Chocolate Mousse

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Pure Heaven – Light and airy yet rich, this is a Chocolate Mousse made the classic French way, as served in fine dining restaurants. Less cream, richer mouth feel, true chocolate flavor. It’s actually quite straight forward to make!  The key to the perfect chocolate mousse is in the quality of the ingredients. Use the best chocolate you can find, and be sure to melt it slowly so it retains its flavor. Whip the egg whites until they are stiff, but not dry, and fold them into the chocolate mixture carefully so as not to deflate them. Serve chilled for a truly delicious treat!

Have you ever tasted chocolate mousse? If not, you really need to go and buy some because it’s one of the most delicious desserts around. And if you’ve tried it before, then why not try making your own mousse at home? It’s so easy, and the results are infinitely better than anything you can buy in a store. You don’t even need any special equipment—in fact, the ingredients you use are all probably already in your kitchen!

Mousse is a versatile dessert that can be made in many different flavors. I like to experiment with different flavor combinations to find new favorites. Some of my favorite flavors include chocolate and mint, chocolate and orange, and chocolate and raspberry.

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Chocolate Mousse

chocolate mousse

Chocolate Mousse – Light and airy yet rich, this is a Chocolate Mousse made the classic French way, as served in fine dining restaurants. Less cream, richer mouth feel, true chocolate flavor. It’s actually quite straight forward to make! 

  • Author: Recipe Tin Eats
  • Prep Time: :20
  • Cook Time: :02
  • Total Time: :22
  • Yield: 4 1x
  • Category: Dessert


  • 3 eggs (~55g/2 oz each)
  • 125g / 4.5 oz dark chocolate , bittersweet / 70% cocoa (Note 1)
  • 10g / 0.3 oz unsalted butter
  • 1/2 cup cream , full fat (Note 2)
  • 3 tbsp caster sugar (superfine white sugar)


  • More whipped cream
  • Chocolate shavings (Note 3)


  • Separate eggs and yolks while eggs are cold. Place whites in a large bowl and yolks in a small bowl. Leave whites while you prepare other ingredients. (Note 4)
  • Yolks: Whisk yolks.
  • Melt chocolate & butter: Place chocolate and butter in a bowl. Melt in the microwave in 30 second bursts, stirring in between, until smooth. (Stir in optional flavorings at this point, but read Note 6 first). Set aside to cool – proceed with other steps.
  • Whip cream: Beat cream until stiff peaks form.
  • Whip whites: Add sugar. Beat whites until firm peaks form (Note 5)


  • Fold egg yolks into cream using a rubber spatula – 8 folds max. Streaks is ok.
  • Check Chocolate Temp: Touch the chocolate. Should still be runny but only lukewarm. If too thick, microwave 2 x 3 seconds until runny.
  • Pour chocolate into cream yolk mixture. Fold through – 8 folds max. Streaks are ok.
  • Add 1/4 of beaten egg whites into chocolate mixture. Fold through until incorporated – “smear” the spatular across surface to blend white lumps in – aim for 10 folds.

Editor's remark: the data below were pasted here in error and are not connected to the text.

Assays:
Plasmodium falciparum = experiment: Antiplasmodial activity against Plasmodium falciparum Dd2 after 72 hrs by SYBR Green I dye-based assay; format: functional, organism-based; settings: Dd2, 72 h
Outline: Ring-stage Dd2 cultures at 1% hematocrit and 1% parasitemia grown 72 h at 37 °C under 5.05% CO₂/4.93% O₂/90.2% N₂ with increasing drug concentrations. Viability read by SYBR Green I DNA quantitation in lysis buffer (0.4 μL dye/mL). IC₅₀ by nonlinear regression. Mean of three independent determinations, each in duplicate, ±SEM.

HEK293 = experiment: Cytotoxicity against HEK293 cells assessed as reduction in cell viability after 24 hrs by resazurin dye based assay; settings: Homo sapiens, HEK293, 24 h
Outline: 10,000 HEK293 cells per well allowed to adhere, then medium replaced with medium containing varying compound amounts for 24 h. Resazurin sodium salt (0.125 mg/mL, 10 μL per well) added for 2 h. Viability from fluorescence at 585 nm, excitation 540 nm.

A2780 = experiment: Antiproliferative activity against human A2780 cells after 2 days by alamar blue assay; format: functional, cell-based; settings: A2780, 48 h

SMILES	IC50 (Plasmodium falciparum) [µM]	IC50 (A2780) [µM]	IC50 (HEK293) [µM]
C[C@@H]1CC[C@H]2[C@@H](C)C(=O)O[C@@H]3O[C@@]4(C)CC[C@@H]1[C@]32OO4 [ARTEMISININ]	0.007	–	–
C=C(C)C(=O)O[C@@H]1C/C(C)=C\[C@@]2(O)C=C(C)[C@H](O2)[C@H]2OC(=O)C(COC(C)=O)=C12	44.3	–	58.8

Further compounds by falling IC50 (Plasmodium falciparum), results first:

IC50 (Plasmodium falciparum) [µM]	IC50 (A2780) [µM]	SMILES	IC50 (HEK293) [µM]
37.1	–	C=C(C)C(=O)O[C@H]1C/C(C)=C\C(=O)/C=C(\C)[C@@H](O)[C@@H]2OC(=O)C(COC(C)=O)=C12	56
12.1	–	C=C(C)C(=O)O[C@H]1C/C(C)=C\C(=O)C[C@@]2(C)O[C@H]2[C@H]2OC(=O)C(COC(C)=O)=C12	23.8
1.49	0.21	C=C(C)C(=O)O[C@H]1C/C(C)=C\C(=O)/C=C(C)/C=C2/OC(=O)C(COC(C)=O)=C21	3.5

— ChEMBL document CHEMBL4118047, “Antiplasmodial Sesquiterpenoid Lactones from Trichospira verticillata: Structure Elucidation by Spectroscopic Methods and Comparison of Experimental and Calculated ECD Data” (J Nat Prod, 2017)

• Pour chocolate mixture into egg whites. Fold through until incorporated and no more white lumps remain – aim for 12 folds max.
  • Divide mixture between 4 small glasses or pots. Refrigerate for at least 5 hours, preferably overnight.
  • To serve, garnish with cream and chocolate shavings. Raspberries and a tiny sprig of mint for color would also be lovely!


  1. Chocolate: Ensure you use COOKING chocolate, not eating chocolate. Cooking chocolate (baking aisle) is made for cooking with – melts smoothly and is thinner than eating chocolate. If you use eating chocolate, the mousse is denser.  Bittersweet dark chocolate and 70% cocoa dark chocolate is best to get a good chocolatey flavor. The 70% cocoa sold at supermarkets is ideal.
  2. Cream: You must use a cream that can be whipped. Pure, thickened or heavy cream all work here. Do not use “Pouring Cream” that cannot be whipped – the label will say as such if the cream cannot be whipped. Cream must be full fat – now is not the time to go low fat!
  3. Chocolate Shavings: Use a small knife and scrape at a low angle on the flat side of a block of chocolate.
  4. Eggs tip: It’s easier to separate whites from yolks when eggs are cold, but whites at room temp fluff up better when closer to room temp. So separate the eggs when fridge cold then set aside while you prep the other ingredients to let the whites come to room temp a bit.
  5. Beaten whites consistency: Egg whites can be beaten to: soft peaks, firm and stiff peaks. We want the middle one – firm peaks. This is when you have a “elf hat” floppage at the top of the peak. If it stands straight upright without the little hook then it’s stiff, not firm (still works fine but it won’t hold up as well after a few days in the fridge). If you do not get any type of peaks at all, then keep beating!
  6. Flavorings: such as liquor, can be added into the melted chocolate, but make sure it is at room temperature other it can make the chocolate seize. Stir it in then leave to cool per recipe. You can taste it later to see if the flavor is strong enough for you – but don’t go overboard otherwise you may have issues setting the mousse! Up to 1 tbsp should be fine, otherwise it might affect the melted chocolate or compromise how the mousse sets. PRO TIP: Never add flavorings into just melted chocolate otherwise it might seize and become grainy, always ensure it’s combined with something (butter, in this case).
  7. Storage: Best within 2 days but keeps for a week in the fridge with only a slight reduction in aeration.


  • Serving Size: 4
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